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Sunday, November 25, 2012

Ethanol Saved Consumers $134,400,000,000 in 2011?

Cross-posted from Consumer Energy Report

Back in 2009 two researchers released a study that suggested corn ethanol was saving American’s money at the gas pump. I wrote to one of the authors asking for clarification. His reply:
In the paper, we conclude that evaluated at the average ethanol production level of 01/1995-03/2008, the wholesale gasoline prices is $0.14/gallon lower. The change of retail gasoline prices varies across refinery markets from $0.29-$0.40/gallon.
He also added that the results were unique to prevailing conditions in 2009. According to Wheels, the report has been updated and now claims corn ethanol saved Americans a buck a gallon. However, thanks to ads trying to make hay from this study by the nation’s largest corn ethanol lobbying firm, aka, The Renewable Fuels Association, the study caught the attention of two other researchers:
Mr. Knittel of M.I.T. said in an interview that ethanol most likely reduced gasoline prices, at most, by 10 cents a gallon, after adjustments were made to account for the biofuel’s lower energy potential relative to pure gasoline. He described claims made by the trade group, which have appeared at bus shelters and billboards, particularly around Washington, as “false advertising.”
 Economic studies of this nature can be hard to refute because the only people qualified to critique them are other agricultural economists or statisticians. Common sense can only get you so far. However, Mr. Knittel and Mr. Smith are qualified to critique the study:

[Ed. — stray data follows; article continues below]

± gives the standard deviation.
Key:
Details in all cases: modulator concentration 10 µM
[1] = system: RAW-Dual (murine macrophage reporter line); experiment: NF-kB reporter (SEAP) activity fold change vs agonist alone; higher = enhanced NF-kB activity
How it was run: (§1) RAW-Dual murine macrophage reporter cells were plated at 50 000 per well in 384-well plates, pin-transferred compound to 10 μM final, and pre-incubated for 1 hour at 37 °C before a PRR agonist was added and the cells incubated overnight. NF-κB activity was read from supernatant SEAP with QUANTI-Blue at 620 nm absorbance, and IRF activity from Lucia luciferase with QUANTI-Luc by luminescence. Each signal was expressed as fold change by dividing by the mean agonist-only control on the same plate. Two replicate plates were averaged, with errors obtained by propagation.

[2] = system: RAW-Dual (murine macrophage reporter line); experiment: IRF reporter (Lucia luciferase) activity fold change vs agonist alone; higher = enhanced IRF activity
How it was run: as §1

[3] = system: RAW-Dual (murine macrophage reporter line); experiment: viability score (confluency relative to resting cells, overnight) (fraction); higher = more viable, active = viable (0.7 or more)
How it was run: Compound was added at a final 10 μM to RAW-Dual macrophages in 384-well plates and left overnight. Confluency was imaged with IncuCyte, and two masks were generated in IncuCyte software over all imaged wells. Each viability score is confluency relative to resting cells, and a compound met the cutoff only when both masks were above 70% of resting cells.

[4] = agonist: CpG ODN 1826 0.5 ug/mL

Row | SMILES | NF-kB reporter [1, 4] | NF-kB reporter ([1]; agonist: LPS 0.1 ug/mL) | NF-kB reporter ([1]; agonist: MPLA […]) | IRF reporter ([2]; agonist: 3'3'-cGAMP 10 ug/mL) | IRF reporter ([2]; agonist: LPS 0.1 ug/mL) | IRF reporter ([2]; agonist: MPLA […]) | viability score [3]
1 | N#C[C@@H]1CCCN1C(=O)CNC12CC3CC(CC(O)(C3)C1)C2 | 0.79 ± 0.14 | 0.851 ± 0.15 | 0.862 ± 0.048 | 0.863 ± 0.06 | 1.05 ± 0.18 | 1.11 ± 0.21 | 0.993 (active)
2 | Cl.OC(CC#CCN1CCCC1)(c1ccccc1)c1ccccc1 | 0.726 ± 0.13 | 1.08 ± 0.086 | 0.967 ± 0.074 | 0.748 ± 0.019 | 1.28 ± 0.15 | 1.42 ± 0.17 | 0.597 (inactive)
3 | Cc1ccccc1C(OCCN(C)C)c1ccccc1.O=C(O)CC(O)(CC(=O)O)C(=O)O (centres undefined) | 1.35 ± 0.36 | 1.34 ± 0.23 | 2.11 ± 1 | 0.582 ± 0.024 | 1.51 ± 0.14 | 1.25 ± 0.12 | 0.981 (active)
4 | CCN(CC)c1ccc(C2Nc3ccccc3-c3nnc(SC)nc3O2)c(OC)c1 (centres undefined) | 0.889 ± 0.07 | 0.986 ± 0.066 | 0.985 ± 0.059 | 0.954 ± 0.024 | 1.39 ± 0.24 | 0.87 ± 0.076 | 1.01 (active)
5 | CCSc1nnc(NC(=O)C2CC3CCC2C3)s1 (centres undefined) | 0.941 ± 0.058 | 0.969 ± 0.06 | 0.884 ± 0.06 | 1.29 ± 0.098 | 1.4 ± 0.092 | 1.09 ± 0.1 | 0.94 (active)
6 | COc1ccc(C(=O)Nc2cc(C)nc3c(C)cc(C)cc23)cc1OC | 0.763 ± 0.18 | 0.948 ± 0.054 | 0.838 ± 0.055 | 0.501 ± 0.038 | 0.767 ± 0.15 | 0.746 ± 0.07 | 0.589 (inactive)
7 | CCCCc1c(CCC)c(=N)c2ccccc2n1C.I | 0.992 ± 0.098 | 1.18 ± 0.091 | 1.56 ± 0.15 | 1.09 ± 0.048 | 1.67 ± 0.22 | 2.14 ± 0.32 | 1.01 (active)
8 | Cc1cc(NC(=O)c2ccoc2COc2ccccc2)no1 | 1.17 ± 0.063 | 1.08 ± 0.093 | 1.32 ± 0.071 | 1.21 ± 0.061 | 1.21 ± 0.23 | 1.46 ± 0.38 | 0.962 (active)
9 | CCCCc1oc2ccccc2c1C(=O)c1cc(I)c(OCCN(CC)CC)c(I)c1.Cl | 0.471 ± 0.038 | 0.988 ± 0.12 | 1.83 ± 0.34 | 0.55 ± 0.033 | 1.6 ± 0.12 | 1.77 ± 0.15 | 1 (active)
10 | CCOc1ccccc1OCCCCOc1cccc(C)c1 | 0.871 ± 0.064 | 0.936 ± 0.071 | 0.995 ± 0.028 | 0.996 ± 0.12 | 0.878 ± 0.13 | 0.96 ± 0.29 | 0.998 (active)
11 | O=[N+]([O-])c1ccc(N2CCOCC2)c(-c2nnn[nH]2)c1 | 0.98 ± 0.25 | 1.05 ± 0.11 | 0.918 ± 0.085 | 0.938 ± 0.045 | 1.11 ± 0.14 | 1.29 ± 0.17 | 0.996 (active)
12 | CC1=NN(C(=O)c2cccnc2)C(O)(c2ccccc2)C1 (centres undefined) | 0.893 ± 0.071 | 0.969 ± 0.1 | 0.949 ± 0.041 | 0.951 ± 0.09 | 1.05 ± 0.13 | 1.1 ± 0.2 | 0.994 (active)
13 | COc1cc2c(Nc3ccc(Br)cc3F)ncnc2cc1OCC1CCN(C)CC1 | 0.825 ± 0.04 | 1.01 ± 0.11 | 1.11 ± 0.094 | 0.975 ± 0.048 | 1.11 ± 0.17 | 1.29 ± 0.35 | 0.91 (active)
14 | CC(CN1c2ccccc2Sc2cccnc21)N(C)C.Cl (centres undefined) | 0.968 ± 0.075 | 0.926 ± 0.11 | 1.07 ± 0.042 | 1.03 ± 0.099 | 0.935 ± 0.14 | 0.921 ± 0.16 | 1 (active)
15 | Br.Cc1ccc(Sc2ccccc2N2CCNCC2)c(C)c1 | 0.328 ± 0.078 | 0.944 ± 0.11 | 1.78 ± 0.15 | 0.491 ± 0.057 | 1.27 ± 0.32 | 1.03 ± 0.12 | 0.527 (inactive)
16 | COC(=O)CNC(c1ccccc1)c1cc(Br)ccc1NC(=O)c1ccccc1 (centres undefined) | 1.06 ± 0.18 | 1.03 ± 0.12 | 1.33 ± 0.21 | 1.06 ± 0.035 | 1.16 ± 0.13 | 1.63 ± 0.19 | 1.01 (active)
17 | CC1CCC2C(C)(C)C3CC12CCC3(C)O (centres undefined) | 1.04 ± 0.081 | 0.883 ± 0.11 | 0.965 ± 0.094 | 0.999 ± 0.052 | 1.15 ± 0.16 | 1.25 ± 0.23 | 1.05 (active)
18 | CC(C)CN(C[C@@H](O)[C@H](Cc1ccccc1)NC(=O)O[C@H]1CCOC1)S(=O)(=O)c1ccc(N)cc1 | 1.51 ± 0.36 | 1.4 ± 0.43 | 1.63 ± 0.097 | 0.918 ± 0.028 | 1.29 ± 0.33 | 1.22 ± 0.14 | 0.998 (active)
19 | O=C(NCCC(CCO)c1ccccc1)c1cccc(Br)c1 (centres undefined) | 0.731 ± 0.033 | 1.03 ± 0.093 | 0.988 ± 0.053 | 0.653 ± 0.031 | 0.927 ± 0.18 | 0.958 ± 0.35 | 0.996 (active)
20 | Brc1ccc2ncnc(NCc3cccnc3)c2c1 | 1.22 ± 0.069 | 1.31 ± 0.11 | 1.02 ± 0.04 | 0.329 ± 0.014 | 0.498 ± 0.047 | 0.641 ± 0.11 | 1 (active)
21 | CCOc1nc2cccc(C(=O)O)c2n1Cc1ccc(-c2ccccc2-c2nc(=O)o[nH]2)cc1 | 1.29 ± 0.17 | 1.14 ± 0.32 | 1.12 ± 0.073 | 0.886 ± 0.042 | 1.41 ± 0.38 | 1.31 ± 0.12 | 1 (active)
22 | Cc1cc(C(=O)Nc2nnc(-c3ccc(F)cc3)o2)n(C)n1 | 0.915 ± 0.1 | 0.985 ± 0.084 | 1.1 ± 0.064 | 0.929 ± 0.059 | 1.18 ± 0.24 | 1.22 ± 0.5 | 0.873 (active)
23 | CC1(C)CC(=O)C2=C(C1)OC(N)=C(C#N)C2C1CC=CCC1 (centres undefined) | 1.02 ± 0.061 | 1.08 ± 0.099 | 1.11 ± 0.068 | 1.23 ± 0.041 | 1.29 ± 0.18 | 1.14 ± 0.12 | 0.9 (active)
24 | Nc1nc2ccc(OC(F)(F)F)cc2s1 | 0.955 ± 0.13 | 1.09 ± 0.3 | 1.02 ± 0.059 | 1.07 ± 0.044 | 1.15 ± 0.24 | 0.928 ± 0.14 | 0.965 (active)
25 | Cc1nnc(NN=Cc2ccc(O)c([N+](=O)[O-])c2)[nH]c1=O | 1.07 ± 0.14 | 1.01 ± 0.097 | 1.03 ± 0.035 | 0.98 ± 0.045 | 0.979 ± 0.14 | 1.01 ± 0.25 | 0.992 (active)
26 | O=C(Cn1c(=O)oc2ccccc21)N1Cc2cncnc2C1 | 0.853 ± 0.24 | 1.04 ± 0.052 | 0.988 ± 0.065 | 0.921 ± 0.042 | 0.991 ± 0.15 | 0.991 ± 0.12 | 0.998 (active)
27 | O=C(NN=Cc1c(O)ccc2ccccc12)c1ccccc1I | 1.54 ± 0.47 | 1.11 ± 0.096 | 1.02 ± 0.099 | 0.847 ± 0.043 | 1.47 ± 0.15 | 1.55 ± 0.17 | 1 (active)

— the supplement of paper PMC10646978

To illustrate their critique, the professors employed the same statistical models used in the Iowa State report to draw intentionally absurd conclusions, among them that ethanol production depresses the price of natural gas and increases unemployment in the United States and Europe. “We also used their model to show that ethanol production is causing my daughter to grow older, and if it was taken away she’d get younger,” Mr. Smith said in a telephone interview. “We know that’s not true, or at least we hope it isn’t true.”
Now that’s what I call good use of sarcasm. Shockingly, a spokesman for the RFA defended the scholarship their ad was based on, and never mind that he is no more qualified to defend it than you or I.
The study results are based on regional restraints on supply caused by refinery capacity, so the results will change if you enter a period of lower domestic fuel demand, increasing export of refined petroleum products, and record high prices for corn. Don’t expect to see results of the next study on any bus station billboards if it finds that ethanol is costing Americans $billions.
1200 x 112,000,000 = 134,400,000,000

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